Research may relieve 'info overload' in online data
Georgia Tech is exploring visual data mining
One challenge facing online retailers is analyzing the mass of available consumer data, to better market their product offerings.
Now, research being done by the Georgia Institute of Technology, with a $3 million joint grant from the National Science Foundation and Department of Homeland Security, aims to make the science of analytics and mining large databases more effective for marketers.
The five-year grant will allow the Georgia Tech research team, led by Prof. Haesun Park, to investigate how to improve the visual analytics of massive data sets through the use of machine learning, numerical algorithms and optimization, and computational statistics.
Dr. Richard Fujimoto, chair of the Computational Science and Engineering Division of Georgia Tech's College of Computing, said this research could greatly benefit online marketers.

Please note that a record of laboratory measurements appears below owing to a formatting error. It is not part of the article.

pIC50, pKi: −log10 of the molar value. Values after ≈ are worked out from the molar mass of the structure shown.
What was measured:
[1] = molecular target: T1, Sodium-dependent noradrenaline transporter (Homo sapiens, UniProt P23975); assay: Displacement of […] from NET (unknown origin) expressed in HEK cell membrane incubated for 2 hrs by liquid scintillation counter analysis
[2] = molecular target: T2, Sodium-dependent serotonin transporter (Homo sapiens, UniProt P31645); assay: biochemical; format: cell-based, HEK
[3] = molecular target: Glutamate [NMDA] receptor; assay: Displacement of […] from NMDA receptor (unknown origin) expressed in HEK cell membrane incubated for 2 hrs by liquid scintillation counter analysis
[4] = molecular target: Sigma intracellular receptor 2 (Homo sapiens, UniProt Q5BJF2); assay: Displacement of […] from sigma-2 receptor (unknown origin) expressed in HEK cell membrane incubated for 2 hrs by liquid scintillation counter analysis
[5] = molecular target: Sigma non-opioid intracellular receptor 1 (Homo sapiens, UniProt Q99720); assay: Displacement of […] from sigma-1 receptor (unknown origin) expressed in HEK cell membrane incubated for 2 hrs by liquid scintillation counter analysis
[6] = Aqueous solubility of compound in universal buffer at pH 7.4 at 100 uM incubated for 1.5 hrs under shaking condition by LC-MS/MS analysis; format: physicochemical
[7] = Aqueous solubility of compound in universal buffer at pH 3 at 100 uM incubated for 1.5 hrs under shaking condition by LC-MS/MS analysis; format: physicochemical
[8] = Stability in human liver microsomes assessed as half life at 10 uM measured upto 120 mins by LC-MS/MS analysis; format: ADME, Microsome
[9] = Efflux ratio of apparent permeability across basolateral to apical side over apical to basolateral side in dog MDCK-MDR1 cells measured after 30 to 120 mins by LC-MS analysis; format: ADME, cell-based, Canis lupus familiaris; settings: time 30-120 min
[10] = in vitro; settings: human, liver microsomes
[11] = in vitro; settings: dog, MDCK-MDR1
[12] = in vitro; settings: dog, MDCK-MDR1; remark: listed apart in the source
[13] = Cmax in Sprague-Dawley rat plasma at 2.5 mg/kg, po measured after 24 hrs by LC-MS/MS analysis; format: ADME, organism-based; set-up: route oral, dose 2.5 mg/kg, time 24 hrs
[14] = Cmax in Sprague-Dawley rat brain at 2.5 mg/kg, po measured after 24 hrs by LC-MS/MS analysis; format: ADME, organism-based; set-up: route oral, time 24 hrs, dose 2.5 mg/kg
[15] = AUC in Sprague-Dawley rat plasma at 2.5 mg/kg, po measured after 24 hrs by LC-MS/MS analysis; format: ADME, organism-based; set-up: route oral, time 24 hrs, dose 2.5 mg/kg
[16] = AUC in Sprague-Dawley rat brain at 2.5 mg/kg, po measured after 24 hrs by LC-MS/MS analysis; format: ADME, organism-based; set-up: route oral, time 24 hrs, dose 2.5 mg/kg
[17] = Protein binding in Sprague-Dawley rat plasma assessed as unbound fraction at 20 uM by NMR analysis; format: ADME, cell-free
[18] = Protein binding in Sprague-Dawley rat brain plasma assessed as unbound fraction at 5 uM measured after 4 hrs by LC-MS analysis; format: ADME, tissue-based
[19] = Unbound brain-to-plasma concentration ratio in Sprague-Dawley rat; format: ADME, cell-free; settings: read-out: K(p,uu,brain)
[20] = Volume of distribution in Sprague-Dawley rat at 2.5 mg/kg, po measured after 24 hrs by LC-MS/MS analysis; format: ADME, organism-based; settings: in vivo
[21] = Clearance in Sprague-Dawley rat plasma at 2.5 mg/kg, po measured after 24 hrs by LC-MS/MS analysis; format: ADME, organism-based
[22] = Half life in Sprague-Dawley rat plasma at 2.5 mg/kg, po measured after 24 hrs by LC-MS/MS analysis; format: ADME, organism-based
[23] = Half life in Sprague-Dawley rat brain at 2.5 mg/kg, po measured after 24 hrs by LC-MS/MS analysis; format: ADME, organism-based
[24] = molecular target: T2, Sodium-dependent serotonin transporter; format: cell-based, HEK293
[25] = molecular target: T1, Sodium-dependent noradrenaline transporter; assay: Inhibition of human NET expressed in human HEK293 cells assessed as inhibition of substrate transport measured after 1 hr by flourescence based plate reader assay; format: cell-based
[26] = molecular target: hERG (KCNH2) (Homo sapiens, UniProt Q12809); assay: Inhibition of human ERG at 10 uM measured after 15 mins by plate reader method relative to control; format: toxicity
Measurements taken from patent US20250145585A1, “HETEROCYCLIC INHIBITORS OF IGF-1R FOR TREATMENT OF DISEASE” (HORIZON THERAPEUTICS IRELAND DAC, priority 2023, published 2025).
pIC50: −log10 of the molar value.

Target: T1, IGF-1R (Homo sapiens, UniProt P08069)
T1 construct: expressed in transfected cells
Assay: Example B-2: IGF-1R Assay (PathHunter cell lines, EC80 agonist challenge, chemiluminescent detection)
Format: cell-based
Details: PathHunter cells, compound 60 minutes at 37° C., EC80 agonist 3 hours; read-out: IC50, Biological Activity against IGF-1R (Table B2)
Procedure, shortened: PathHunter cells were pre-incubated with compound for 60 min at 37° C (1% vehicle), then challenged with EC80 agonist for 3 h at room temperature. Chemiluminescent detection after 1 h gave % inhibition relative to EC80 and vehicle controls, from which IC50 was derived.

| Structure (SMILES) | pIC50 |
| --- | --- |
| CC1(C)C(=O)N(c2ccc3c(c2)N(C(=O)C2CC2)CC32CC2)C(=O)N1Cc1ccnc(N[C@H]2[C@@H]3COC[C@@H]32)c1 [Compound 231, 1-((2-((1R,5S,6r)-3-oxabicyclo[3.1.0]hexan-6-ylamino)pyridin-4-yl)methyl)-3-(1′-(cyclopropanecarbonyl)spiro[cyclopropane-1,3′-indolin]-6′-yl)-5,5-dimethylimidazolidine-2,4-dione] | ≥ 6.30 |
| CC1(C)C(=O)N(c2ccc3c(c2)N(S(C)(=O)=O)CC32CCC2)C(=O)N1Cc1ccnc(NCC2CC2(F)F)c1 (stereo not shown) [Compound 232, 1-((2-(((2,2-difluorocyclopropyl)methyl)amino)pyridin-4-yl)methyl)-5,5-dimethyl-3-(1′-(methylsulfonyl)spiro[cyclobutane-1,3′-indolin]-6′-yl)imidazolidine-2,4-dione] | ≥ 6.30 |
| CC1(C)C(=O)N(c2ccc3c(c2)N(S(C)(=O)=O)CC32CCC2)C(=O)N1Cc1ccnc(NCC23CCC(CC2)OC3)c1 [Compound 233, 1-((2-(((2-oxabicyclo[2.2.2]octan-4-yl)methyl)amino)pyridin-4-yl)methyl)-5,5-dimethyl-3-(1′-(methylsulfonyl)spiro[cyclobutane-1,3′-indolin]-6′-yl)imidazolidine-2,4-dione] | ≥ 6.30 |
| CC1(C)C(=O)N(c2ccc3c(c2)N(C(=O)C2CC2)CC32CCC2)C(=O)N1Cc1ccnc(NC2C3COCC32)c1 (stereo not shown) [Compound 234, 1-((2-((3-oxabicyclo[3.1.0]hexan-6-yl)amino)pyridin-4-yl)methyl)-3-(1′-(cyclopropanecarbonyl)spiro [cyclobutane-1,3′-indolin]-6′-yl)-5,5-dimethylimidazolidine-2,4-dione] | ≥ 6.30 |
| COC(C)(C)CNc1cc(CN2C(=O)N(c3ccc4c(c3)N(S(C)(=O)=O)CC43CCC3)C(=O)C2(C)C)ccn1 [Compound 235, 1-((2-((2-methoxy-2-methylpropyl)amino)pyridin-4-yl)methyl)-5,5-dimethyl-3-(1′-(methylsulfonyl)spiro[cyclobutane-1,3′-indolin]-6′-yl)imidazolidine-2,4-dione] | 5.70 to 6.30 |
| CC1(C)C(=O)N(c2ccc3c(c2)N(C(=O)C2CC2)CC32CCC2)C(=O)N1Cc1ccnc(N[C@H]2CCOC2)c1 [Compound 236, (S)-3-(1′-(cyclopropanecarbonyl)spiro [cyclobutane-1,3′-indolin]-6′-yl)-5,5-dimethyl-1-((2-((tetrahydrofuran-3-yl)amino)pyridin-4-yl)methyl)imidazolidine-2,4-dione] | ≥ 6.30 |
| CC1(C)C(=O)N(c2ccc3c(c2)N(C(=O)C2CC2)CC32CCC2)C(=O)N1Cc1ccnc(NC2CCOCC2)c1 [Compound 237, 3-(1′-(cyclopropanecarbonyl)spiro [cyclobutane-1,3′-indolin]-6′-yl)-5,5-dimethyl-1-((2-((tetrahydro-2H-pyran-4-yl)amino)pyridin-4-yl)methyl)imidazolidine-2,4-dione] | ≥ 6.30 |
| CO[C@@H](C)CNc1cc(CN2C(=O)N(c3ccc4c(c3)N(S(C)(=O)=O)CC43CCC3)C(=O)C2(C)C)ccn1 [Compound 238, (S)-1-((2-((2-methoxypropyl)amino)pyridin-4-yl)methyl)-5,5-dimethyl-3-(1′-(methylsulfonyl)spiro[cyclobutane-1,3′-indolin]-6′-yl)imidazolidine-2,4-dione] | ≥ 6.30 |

“From an e-commerce perspective, a marketer has specific questions he [needs] to have answered; he wants to get inside the mind of the consumer and discover what are they thinking and what they are looking to buy,” Fujimoto said.
Data are collected and processed, then relevant information must be presented using visual and interactive means.
“We are trying to establish this as a bona fide scientific discipline,” said Park. “Taking the computational aspect of data analysis and combining it with the visualization part, so it can be presented.”
Eric Peterson, founder of Web Analytics Demystified, feels this research could help shed light on an unknown discipline.
“Retailers are adept at using data in an offline channel, but online is still very much the Wild West,” said Peterson.
Online retailers face significant challenges with so much data generated in that channel, he said, and “struggle with which measures to look at, and how to use that to drive business.”
Scott Silverman, executive director of Shop.org, said visual analytics “will help to determine which data is most helpful at improving business.”